How Much Can I Sell My Antique Narra Dresser? | My Antique

Sell my Antique

Historical Furniture / February 4, 2022

If you are reading this article, there's a good chance that you may have an old painting at home which is a treasured possession that you've owned for years. Alternatively you might be curious about something you have either inherited, or found in a thrift store, charity shop, car boot sale or junk shop. Maybe you have a work of art lying unwanted in the attic or garage, or stashed behind a wardrobe. Whatever the circumstance, the point is that you need to know more about your old picture or painting.

This article will attempt to give you some practical advice on researching and marketing an old work of art. The vast majority of these paintings, prints, and etchings will have a relatively low market value and may be tricky to sell, but don't give up just yet because there are many lost and forgotten masterpieces out there just waiting to be re-discovered.

Important: Please note that I do not offer a valuation service, and will not respond to emails asking for on-line appraisals.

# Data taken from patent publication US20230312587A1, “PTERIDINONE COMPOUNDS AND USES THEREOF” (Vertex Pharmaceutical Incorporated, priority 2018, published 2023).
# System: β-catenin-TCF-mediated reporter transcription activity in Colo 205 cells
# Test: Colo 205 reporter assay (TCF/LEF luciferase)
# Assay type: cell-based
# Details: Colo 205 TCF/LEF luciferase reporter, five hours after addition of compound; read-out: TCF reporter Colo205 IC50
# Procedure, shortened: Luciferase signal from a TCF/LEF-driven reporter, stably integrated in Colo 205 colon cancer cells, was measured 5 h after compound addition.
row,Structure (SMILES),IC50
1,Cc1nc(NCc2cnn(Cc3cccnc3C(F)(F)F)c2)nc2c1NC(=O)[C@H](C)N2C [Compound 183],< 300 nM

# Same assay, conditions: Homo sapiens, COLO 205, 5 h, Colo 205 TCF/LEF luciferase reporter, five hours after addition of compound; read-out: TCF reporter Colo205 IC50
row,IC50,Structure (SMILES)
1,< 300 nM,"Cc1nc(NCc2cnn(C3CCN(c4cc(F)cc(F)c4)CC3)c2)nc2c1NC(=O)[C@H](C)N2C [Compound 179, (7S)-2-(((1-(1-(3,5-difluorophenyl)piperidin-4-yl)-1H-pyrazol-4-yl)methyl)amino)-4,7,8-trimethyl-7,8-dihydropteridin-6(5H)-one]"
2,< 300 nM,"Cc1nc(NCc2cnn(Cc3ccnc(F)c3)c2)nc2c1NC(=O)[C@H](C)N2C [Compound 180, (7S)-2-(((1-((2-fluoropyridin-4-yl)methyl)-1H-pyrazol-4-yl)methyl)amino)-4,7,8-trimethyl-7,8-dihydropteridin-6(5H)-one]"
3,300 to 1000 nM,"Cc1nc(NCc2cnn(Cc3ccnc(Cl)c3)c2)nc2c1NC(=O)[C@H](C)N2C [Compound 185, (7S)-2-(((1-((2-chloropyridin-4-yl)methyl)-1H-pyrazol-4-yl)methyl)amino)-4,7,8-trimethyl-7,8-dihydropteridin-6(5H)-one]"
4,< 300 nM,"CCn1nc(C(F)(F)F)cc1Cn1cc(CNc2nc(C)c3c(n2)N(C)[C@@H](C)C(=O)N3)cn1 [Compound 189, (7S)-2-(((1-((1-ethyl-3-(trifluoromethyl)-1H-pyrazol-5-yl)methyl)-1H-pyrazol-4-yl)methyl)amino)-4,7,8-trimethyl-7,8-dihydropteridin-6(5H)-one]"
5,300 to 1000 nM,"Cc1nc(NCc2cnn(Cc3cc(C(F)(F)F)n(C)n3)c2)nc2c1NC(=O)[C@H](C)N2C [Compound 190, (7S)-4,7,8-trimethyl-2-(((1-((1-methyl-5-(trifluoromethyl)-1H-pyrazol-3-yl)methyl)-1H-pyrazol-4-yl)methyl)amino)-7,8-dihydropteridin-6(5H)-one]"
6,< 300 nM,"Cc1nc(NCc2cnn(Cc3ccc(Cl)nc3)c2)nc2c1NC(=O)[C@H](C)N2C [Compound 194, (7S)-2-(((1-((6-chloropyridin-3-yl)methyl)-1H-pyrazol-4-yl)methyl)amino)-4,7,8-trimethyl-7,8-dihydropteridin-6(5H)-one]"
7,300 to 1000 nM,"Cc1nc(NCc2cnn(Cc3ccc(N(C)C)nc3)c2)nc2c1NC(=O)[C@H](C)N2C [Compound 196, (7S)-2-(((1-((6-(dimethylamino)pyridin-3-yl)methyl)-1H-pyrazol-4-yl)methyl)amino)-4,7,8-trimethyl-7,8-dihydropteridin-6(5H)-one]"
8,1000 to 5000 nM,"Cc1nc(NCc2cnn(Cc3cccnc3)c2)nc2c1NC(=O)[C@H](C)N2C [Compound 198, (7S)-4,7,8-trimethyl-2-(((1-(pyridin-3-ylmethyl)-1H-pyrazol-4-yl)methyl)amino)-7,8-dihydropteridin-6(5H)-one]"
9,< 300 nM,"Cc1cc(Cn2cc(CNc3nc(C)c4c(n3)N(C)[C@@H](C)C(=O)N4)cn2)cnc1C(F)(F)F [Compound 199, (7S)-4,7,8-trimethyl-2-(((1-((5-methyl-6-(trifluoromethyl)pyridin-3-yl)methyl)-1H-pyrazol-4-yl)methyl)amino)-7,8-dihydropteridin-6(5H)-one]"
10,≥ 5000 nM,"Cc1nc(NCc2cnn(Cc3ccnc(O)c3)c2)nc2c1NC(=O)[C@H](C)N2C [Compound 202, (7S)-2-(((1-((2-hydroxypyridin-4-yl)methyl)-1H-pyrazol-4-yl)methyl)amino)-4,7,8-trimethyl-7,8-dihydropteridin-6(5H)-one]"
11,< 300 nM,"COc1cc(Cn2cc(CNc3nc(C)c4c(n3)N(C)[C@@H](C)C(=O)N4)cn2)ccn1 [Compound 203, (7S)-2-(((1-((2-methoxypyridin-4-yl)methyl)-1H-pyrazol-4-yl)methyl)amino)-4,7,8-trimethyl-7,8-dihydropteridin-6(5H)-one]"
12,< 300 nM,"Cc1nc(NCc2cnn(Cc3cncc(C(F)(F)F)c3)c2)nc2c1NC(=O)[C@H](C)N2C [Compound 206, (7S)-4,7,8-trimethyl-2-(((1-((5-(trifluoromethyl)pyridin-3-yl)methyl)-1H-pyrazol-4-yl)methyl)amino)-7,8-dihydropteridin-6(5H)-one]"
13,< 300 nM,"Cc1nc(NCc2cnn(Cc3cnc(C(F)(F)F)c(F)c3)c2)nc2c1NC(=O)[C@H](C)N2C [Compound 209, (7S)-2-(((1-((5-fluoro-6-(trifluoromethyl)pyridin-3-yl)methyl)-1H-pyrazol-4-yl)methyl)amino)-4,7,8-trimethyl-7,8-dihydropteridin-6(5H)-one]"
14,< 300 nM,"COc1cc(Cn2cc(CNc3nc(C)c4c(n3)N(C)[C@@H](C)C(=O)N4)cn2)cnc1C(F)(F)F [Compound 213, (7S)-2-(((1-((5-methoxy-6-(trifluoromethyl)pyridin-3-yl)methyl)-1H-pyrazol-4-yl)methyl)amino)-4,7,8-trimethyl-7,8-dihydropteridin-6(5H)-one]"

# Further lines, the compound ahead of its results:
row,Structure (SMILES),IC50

How to Identify an Original Watercolour Versus a Print

Many years ago I bought a picture from a junk sale believing it to be a valuable watercolour. In fact it was only a print, but it was a very good one. To an inexperienced eye, a good quality print is often very difficult to tell from a watercolour, but there are some easy clues.

  1. Gently clean the glass with a soft cloth, using a tiny amount of glass cleaner only if necessary.
  2. Use a magnifying glass to look at the picture in greater detail. Brushstrokes are not so obvious on a watercolour as on an oil, but you should still be able to see variation in the surface of the painting. Some areas may be bare of paint altogether, or else be highlighted with a thicker layer of paint known as gouache, or body colour. Some artists also use a technique known as "scratching out, " where the surface of the painting is literally scratched to show the white of the paper. You may be able to identify pencil lines beneath the paint, and the picture may show signs of "cockling" where the artist has made his paper too wet without preparing it adequately first.